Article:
India Foundation for the Arts (IFA), a non-profit platform that promotes arts and culture, has been in the field for over two decades. With an all-women fundraising team, IFA today is a force to reckon with. SheThePeople.TV spoke to IFA’s executive director Arundhati Ghosh, an internationally recognised professional in arts and organised philanthropy, on how the journey’s been like.
“The most passionate, driven and relentless people I interviewed for fundraising over the years happen to be women! It’s a really challenging job – I guess that’s why it’s all women,” said Ghosh.
Of the total 18 employees at IFA, 13 are women
Over its 20 years of investing in practice, research and education in the arts and culture in India, the organisation has introduced an all-women fundraising team called the Resource Mobilisation & Outreach team.
“Given that there is so little support for the arts, we believe that IFA plays a critical role in offering support to artists to dream, imagine, question and create – support that may not be available to them otherwise.”
“The most wonderful part about fundraising is to find people who value what you value – that gives new meanings to things you believe in. They put their money in something you believe in together, which builds a deep connection. It’s the idea of these connected dots that build collectives and communities – with shared ideas and dreams. That’s what is fascinating about fundraising,” Ghosh, who was selected as one of the top three leaders Bangalore under the ‘Lead India’ campaign of The Times of India in 2008, put her emotions into words.
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Under her guidance, the outreach team — which comprises Menaka Rodriguez, Joyce Gonsalves and Darshana Dave — aims to enrich practice and knowledge, widen public access, and strengthen the capacities and infrastructure of arts in India by supporting innovative projects, commissioning research and creating public platforms.
“This intrinsic vision and seeing the amazing work of our grantees keeps the team going and drives us to fundraise, find new partners and donors that share our values.”
Ghosh challenges every norm that is divided by gender and opposes being boxed under a particular category. It was in year 2000 that Ghosh joined IFA as its first fundraiser after spending a decade in the corporate sector.
When asked if she finds it challenging to be a woman and raise funds for the arts? Her reply was, “Well, that’s double trouble, isn’t it? Fundraising for the arts is tough. Being a woman in this patriarchal world is tough. So you put that together and what you get is a rather challenging recipe. You may be propositioned against your will, sometimes people are nasty (and mind you not just men) because you have gone ‘asking’, and at other times the sheer lack of decency in conversations can really leave you surprised. A sense of being amused at such human frailties can help as a strategy, but we have a zero tolerance policy for any kind of harassment that any of us might feel in the process.”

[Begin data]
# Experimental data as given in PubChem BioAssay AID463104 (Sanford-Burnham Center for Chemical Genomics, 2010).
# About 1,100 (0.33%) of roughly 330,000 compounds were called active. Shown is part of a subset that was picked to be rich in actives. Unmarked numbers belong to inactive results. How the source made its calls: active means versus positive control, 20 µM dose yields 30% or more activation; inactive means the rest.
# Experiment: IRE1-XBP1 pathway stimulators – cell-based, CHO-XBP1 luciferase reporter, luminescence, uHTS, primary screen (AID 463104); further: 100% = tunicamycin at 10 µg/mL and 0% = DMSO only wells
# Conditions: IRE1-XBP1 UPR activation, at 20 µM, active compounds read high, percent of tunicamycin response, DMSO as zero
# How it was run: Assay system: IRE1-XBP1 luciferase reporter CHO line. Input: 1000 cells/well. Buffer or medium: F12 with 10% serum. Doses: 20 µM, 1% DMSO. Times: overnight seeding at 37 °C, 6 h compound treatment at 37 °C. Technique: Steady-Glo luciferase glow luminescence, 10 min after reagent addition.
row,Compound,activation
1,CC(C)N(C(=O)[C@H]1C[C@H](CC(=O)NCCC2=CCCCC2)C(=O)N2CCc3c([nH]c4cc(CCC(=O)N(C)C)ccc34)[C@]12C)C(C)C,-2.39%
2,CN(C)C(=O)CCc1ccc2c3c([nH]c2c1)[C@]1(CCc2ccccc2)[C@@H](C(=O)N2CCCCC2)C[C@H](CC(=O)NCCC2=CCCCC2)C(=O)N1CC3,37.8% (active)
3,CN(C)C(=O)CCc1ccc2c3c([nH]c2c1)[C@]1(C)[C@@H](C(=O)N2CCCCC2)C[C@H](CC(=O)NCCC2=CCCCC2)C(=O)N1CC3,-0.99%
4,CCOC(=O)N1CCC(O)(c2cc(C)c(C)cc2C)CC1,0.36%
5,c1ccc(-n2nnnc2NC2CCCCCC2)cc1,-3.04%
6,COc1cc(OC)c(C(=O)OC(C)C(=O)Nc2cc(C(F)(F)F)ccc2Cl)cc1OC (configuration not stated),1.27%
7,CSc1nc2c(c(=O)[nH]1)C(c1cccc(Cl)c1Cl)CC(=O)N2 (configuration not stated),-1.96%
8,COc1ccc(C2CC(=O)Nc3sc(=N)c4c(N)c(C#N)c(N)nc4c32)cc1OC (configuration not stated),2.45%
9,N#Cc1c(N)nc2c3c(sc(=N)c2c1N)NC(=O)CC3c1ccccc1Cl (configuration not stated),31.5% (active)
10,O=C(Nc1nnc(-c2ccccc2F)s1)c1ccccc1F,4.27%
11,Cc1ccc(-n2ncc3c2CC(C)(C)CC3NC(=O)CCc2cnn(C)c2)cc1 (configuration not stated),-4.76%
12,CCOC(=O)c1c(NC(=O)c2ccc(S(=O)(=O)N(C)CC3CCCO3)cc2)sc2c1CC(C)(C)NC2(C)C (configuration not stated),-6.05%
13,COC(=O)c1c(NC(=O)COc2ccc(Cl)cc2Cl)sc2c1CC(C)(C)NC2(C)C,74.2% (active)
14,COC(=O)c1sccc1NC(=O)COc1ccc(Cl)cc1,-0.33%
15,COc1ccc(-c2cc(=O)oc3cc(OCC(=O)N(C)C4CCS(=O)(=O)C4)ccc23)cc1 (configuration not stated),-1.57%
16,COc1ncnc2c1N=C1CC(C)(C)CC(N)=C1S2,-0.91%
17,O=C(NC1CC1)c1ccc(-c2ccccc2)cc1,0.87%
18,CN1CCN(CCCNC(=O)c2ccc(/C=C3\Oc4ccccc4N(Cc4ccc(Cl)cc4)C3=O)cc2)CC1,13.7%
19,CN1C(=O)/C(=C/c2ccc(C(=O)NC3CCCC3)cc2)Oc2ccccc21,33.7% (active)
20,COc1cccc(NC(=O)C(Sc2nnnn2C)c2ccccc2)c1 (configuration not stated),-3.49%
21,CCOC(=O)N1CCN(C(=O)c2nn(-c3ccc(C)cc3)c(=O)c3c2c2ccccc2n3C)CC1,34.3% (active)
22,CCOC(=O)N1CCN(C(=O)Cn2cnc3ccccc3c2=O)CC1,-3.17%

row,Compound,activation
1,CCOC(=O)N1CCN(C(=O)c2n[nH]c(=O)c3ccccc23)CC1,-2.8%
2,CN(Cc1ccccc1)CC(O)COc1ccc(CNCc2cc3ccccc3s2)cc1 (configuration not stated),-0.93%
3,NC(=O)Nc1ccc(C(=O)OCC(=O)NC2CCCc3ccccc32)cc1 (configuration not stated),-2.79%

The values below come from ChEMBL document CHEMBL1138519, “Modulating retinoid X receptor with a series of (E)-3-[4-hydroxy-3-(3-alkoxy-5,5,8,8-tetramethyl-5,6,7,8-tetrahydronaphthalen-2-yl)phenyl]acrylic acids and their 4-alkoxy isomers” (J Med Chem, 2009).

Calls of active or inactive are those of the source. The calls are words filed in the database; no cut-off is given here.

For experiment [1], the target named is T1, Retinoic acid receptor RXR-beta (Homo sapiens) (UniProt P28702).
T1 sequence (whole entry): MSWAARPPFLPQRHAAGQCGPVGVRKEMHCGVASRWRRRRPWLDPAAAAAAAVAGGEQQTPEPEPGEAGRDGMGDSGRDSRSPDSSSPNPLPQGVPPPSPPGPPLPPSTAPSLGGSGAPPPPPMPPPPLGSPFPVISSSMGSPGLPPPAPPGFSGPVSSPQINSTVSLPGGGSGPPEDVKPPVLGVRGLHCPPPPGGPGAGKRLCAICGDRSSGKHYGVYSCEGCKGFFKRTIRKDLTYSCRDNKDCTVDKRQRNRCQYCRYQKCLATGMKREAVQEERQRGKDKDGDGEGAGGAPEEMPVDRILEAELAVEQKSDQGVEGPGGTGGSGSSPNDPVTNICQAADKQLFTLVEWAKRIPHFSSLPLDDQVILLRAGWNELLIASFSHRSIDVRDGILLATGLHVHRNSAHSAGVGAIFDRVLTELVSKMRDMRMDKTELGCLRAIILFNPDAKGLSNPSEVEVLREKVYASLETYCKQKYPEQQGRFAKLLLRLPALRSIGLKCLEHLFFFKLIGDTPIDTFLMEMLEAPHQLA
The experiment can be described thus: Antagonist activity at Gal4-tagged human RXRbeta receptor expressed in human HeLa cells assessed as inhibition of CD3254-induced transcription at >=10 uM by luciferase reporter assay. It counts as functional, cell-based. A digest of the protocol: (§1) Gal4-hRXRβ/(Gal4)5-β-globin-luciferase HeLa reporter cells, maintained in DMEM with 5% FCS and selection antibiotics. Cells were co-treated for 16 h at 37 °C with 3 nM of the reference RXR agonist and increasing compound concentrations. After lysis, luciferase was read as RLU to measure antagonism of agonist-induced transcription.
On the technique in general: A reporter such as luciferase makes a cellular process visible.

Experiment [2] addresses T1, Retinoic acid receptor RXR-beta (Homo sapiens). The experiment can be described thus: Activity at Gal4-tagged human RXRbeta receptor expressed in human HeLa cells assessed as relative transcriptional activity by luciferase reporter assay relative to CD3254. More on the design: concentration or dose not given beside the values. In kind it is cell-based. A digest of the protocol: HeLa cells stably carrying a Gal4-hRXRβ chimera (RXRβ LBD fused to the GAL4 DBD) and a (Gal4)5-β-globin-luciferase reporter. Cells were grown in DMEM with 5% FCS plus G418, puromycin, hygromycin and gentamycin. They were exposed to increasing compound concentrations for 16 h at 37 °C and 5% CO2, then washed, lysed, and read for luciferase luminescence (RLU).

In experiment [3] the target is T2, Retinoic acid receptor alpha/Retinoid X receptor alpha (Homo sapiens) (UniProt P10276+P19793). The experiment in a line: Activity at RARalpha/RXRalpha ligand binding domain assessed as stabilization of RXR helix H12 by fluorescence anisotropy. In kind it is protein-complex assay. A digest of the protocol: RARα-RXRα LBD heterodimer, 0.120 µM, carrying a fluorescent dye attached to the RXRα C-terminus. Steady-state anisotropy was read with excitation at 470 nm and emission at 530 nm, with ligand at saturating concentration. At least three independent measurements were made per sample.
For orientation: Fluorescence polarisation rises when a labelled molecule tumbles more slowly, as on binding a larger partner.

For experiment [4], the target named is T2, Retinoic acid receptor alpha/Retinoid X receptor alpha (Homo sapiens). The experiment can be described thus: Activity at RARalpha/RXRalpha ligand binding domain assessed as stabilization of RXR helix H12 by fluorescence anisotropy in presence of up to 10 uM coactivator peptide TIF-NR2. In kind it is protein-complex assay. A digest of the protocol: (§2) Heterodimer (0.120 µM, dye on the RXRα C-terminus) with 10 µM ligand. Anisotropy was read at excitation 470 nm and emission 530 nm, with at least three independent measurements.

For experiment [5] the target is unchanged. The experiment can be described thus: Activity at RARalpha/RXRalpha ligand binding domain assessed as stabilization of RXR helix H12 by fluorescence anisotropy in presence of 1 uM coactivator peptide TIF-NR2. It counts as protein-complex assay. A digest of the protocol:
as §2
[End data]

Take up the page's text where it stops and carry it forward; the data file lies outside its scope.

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Excerpts from the interview:
How does the all-women fundraising team consistently seek to establish a culture where arts practice is often considered as experimentation?
When a motley group of women as such work together in a collective manner to raises funds from multiple and diverse source, there’s no stopping. We largely comprise individual donors, foundations and trusts, Corporate CSR; and executing IFA’s own fundraising initiatives like arts service programs, fundraising events and various public engagements. The team is responsible for conceptualising IFA’s growth and sustenance strategies keeping in mind the organisation’s vision and values. They believe that financial resources are the fuel, and never the engine of any not-for-profit.
What has been your most amazing moment so far?
One of the most fulfilling experiences has been building the individual donor initiative — Friends of IFA. It was the first time that an arts foundation like IFA was looking to build an individual giving programme. We had many doubts about how people would respond. Despite a lack of demonstrated history or precedent for giving to the arts in India in quite this organised manner, over the past 8 years we have been able to build a dedicated group of supporters who have helped the foundation in many ways.